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The Limits Of Simulation

Jim Carrey as Truman Burbank, a man living in someone else's dream. The 1998 movie <em>The Truman Show</em> asks us to look at experience and reality with fresh eyes.
Melinda Sue Gordon
The Kobal Collection/Paramount
Jim Carrey as Truman Burbank, a man living in someone else's dream. The 1998 movie The Truman Show asks us to look at experience and reality with fresh eyes.

The idea that the world might be living in a simulation — discussed in Marcelo's post this week — is brought to life with wit and power in Peter Weir's 1998 film The Truman Show. Young Truman, who has been raised inside a simulation — a reality TV show! — is free to explore his environment; he can move around and pursue his interests and interrogate and probe. If he looks to his right, he sees the hustle and bustle of the world around him. Look to the left? More hustle and bustle. Of course, were he to look to the left when the simulators expected him to look to the right, he'd witness nothing but stage hands making preparations for his next look.

The radical and mind-boggling idea at work here is this: so long as you get fresh detail whenever you look for it, you'll never notice your whole life is a grand illusion.

The pilot to the original Star Trek series offers an interesting twist on this. Captain Pike comes to realize he is living in a simulation; he's a prisoner in a menagerie. But at the end he learns the his captors have created the simulation for his own benefit; he'd been in a horrible accident, and a simulated life would be superior to anything he could achieve on his own.

It's clear — on this way of understanding what a simulation is — that we are ourselves are not simulated. How could we be?

What makes the world a simulation is that it has the right look and feel. We're the judge of that, of course. And anyway, what could a simulated consciousness even be? A simulated consciousness — simulated from the inside, that is — would be a perfectly good, perfectly real consciousness. This was Descartes' discovery. Cogito ergo sum. I think therefore I am.

But there may be another limit on the extent of the simulation. It is one thing to simulate the look and feel of something, or everything, but it is another to simulate the meaning or significance of how things look or feel.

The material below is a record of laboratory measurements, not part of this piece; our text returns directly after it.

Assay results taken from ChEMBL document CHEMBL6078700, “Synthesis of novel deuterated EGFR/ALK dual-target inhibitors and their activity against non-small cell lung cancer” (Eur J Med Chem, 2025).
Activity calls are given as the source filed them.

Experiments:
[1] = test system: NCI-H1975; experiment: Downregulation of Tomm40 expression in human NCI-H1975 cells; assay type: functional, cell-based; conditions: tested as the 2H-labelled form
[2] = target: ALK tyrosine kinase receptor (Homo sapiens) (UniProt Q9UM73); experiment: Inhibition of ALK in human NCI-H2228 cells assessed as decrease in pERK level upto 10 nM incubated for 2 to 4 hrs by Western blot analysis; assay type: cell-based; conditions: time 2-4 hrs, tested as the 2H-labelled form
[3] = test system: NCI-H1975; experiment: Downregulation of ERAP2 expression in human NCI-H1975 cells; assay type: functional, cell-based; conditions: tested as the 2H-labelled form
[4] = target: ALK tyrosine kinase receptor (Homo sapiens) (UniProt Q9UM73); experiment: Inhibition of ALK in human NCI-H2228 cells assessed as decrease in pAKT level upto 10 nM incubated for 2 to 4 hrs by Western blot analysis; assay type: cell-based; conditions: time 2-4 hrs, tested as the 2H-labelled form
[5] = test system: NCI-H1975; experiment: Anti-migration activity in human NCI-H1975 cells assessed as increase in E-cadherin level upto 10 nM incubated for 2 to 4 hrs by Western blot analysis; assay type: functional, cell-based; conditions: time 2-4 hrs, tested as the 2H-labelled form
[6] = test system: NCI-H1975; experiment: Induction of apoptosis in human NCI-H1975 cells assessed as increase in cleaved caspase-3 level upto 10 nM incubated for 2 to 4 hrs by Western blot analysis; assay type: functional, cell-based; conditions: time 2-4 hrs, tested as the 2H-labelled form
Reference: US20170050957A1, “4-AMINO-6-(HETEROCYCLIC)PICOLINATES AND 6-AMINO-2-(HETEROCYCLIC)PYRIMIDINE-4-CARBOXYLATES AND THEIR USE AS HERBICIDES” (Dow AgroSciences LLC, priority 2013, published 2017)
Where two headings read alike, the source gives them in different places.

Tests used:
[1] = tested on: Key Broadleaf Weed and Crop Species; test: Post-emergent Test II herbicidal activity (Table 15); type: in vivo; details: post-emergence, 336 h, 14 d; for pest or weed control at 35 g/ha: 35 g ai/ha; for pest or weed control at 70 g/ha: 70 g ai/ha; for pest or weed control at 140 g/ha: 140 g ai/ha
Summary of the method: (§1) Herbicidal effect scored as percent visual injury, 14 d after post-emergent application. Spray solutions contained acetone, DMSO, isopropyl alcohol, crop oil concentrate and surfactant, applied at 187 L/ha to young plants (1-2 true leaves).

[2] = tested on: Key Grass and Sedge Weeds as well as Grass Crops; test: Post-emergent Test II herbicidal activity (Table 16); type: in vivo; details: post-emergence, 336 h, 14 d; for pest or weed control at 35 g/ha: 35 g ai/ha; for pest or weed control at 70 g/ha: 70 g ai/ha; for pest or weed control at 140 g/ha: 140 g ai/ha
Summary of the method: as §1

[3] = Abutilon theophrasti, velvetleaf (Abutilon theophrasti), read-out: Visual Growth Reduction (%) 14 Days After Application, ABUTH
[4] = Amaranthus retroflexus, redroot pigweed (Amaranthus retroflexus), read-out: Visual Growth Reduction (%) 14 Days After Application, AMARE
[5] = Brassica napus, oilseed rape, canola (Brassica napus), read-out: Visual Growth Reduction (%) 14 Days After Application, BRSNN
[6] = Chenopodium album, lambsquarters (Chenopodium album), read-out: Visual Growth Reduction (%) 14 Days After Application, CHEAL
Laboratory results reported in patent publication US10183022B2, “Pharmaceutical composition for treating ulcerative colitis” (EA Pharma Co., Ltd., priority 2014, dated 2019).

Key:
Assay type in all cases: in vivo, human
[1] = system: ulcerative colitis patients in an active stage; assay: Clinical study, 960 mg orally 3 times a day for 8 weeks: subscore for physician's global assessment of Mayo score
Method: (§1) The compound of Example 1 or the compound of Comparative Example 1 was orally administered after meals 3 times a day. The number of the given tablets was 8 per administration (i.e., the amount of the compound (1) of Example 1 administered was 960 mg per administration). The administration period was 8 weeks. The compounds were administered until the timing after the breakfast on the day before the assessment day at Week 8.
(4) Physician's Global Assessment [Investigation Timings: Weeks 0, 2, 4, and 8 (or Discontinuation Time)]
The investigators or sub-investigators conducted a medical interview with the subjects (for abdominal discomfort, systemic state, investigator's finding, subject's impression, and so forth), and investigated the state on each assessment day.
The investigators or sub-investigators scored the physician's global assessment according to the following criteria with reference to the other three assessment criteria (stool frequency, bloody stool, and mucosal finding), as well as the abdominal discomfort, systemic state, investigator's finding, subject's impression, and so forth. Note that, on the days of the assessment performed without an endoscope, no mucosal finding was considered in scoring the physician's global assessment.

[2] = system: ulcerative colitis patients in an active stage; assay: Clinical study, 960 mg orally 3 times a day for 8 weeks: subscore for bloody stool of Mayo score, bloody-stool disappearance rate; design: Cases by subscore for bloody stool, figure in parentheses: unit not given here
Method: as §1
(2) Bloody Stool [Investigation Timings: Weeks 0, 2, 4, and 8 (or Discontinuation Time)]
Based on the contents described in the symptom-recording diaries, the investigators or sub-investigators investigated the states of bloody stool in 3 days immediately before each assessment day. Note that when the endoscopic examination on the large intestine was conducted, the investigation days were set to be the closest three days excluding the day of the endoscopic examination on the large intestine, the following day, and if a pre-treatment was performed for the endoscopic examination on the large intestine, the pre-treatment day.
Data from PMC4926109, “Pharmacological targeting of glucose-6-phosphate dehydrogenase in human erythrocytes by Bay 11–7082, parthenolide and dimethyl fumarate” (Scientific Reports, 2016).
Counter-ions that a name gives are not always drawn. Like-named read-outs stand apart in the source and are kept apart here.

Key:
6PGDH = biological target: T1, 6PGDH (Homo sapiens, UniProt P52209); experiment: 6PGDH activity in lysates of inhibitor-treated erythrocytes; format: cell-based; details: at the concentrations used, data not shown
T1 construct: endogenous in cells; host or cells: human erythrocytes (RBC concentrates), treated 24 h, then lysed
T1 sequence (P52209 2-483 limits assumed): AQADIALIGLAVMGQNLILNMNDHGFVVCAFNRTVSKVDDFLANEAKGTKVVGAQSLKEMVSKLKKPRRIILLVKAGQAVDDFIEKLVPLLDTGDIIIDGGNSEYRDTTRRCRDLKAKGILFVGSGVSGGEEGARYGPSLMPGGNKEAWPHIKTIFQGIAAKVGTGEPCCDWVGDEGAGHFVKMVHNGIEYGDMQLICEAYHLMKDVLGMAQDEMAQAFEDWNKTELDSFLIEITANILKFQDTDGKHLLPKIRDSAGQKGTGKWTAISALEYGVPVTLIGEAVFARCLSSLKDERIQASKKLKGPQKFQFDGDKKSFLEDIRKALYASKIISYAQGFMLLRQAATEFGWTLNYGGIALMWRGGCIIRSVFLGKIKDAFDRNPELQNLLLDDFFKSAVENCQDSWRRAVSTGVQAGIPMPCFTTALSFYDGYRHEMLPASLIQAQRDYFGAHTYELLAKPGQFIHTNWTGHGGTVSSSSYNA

For example, in The Truman Show, Truman takes an elevator at work. It's a mock elevator, however. If he were to look inside, when the production crew were unsuspecting, he'd see no elevator shaft. So the success of this simulation depends on giving Truman elevator-experiences whenever he looks.

But this takes for granted what an elevator-experience is. Nothing is an elevator if it doesn't move up and down a shaft and if it doesn't continue to exist when unperceived. It's one thing to fool you into thinking that there is an elevator there, behind those sliding doors. It's another altogether to write the elevator script from scratch.

So it would seem to follow that, although it might be possible that we are living in a simulation, it couldn't be the case that our conception of the world is itself a simulation.

But can we make sense of a world in which there are only pseudo-elevators and false-friends, but no real elevators or true friends?

Maybe we can. It would, truly, be a prison. One of the insights of The Truman Show: in such a world we'd be victims and there'd be much to be mad about.

You can keep up with more of what Alva Noë is thinking on Facebook and on Twitter: @alvanoe

Copyright 2021 NPR. To see more, visit https://www.npr.org.

Alva Noë is a contributor to the NPR blog 13.7: Cosmos and Culture. He is writer and a philosopher who works on the nature of mind and human experience.